Windy City exchanges wake up with the blues
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Windy City exchanges wake up with the blues

A walk around Chicago can be a rewarding experience. It has its skyscrapers like most other US cities, including the tallest, the Sears Tower. But it also has stunning main shopping streets and there's a deceptive and disarmingly quiet pace to life in the Loop, the main financial district. Then there's the city's reputation as the home of blues music, and its overall location on the shores of Lake Michigan. All this gives the city a more balanced air than the bustling, cramped streets of Manhattan.

Chicago: staging the fight for survival between its
exchange giants

The weather, of course, is less balanced: in the summer the heat can be unbearable, and in winter they don't call it the Windy City for nothing. What's more it takes a lot of cold to freeze a mass of water the size of Lake Michigan.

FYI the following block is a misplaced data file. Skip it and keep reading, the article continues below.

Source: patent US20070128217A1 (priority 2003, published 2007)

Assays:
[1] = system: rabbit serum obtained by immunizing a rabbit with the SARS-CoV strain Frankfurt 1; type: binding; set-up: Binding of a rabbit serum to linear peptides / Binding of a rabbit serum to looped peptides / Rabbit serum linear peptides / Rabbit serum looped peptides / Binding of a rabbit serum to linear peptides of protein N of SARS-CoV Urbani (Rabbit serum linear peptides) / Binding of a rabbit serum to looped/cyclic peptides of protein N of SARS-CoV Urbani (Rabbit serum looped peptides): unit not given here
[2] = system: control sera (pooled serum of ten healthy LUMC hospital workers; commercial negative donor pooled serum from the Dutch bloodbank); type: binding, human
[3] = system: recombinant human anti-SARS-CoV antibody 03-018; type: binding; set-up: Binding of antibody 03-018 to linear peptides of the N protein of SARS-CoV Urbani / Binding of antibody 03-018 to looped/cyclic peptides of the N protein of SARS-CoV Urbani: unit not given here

All in all it's a good venue to balance work with play, which makes it all the more surprising that most non-Chicago residents working in finance speak about the city with a degree of invective bordering on the obsessed.

For, despite its attractions, Chicago is not a happy city. That much was evident at the latest Futures Industry Association meeting at the start of November. An article in BusinessWeek from a few weeks before dominated many early discussions: it had branded Chicago as in near terminal decline, unable to keep, let alone extend, its earlier dominance in banking and derivatives.

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